If you’ve got any good examples of videos to prompt behavioural change, let’s start sharing them. Add yours below.

Also, check out @johnpopham on Twitter, he’s been an advocate of storytelling for yonks.

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Curtains

Curtains

Ever sat in front of the TV and screamed at the politician “Do you take me for an idiot?”
The short and most honest answer would most likely be “Yes.” Though it might come as something of a shock, it would at least demolish the all-pervading pretence.

It’s an election year and for some of us working in local government comms, it will be local and national elections. The double whammy.
Shortly we’ll be entering the period known as purdah. According to the Oxford English Dictionary, the word originates from the early 19th century Urdu and Persian word parda meaning ‘veil or curtain’
Purdah is a period when comms teams must steer clear of communicating anything that has the slightest taint of political spin. We mustn’t be seen to be giving unfair advantage to the incumbent administration over the opposition. Ironically, we won’t be hidden or remain totally silent. We can still report the day to day operations of our authority, the bread-and-butter, so to speak.  In that respect, the notion of a veil or curtain is not entirely apt. One could argue that the veil or curtain is transparent or at least opaque in that we will be telling people exactly what we do. There just won’t be any gloss on it. Which begs the question, does it ever need any?

I’ve been in local government for over a decade now having spent the previous ten or so years in the media. I’m lucky to have seen both sides of the story as well as experiencing local government as a civilian. And the more I look at it, the more it occurs to me that party politics are a distraction when it comes to dealing with local and hyper local issues. Often you will see the leader of a local authority at odds with the national government of the day when the two wear the same colours. The view from the local coal face isn’t always the same as the one from central office.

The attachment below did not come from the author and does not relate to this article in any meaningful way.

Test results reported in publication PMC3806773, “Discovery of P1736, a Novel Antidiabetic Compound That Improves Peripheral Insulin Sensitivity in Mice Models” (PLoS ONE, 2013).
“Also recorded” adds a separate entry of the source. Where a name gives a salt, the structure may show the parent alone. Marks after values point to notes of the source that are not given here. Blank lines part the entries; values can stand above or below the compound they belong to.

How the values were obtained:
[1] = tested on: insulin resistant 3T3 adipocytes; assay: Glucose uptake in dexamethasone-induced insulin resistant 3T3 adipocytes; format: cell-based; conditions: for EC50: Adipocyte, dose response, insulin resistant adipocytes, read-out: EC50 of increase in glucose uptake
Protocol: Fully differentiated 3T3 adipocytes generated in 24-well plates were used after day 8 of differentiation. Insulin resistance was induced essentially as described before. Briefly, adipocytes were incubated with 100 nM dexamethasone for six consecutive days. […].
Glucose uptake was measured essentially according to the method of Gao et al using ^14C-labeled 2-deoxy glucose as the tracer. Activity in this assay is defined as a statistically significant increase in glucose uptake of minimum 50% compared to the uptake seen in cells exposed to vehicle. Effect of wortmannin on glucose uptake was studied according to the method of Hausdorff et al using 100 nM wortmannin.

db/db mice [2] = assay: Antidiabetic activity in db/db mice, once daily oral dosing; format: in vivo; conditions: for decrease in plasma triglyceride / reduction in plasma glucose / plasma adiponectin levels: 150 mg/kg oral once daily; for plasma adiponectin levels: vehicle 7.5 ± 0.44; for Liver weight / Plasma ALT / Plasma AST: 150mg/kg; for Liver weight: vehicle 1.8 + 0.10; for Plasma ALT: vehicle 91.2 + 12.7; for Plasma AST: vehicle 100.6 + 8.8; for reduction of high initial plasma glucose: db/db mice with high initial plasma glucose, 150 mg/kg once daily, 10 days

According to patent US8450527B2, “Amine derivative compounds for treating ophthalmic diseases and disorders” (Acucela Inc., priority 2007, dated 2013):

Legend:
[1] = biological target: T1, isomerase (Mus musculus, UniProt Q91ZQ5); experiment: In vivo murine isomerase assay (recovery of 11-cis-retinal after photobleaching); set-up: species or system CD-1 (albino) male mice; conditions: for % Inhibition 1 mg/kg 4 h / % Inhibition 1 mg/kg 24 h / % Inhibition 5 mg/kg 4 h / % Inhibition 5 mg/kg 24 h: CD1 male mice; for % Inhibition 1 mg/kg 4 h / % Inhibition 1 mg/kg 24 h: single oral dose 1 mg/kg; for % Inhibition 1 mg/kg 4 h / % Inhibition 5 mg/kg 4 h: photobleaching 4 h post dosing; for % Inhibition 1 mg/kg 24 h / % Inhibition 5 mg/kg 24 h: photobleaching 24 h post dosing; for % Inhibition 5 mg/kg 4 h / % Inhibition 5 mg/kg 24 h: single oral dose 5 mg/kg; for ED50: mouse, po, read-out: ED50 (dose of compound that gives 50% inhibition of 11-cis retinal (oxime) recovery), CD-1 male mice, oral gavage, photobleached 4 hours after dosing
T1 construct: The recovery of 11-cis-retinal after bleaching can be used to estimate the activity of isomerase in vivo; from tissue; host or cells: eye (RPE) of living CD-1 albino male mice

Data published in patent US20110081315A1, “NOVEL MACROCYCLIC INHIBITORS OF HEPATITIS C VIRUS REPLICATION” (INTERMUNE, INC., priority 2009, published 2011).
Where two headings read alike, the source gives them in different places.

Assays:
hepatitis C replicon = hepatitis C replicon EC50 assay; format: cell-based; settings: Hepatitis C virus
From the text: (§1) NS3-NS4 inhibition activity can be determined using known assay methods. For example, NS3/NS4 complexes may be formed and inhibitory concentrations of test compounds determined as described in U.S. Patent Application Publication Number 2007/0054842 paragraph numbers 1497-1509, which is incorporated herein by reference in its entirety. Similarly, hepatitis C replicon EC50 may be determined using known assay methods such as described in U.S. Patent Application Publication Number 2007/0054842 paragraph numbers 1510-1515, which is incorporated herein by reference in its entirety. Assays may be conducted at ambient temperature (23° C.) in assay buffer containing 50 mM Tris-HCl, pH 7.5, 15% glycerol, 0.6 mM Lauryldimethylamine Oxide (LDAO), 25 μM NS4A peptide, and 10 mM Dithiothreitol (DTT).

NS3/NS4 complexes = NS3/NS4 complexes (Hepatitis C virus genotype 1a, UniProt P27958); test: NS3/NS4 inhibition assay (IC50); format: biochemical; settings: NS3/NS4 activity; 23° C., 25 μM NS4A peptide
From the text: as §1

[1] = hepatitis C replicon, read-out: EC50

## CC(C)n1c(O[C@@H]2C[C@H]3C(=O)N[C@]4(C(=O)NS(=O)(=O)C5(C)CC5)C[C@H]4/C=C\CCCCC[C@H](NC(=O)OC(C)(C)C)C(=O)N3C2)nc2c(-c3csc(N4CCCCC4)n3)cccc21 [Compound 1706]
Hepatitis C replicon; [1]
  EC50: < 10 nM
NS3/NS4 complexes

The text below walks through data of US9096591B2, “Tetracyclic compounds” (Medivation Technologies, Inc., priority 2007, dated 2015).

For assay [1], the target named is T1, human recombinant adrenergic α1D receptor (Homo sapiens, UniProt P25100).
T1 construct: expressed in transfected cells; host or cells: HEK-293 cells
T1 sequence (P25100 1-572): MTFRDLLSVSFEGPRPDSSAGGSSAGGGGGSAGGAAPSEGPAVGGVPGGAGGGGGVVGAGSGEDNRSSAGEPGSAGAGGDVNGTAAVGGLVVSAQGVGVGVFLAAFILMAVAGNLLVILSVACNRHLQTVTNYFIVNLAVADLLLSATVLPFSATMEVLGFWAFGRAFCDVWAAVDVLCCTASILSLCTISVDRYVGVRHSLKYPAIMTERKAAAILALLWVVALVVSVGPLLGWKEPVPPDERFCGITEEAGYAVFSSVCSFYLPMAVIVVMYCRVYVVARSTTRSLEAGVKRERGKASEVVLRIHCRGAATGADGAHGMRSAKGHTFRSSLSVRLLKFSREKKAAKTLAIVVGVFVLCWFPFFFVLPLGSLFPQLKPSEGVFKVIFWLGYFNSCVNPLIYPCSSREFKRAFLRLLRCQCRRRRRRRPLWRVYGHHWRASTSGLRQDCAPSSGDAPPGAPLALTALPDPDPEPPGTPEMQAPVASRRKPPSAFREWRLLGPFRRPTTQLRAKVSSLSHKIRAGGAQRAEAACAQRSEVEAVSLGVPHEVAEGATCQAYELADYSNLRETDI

Council Chamber discussions across the country too often degenerate into political point scoring and name calling when they ought to be run like a boardroom meeting. Like it or not, local authorities are a business these days and businesses don’t adopt bad practice for the sake of ideology or political expediency..at least, not the enlightened ones.

I do have a particular business model in mind. The 18th century in England saw the emergence of a new breed of industrialist. Brave innovators who invested as much energy into the welfare of their workforce a they did the bottom line. They understood that the two are inextricably linked. Check out Darby, Fry and Cadbury for starters.
There are many competent councillors who transfer skills honed in the business, public and voluntary sectors into local governance. It’s that interesting mix that makes local government so lively. And though some councillors may serve for long periods, you don’t get the phenomenon of career politician so prevalent in national politics. Councillors live in the real world not the Westminster bubble.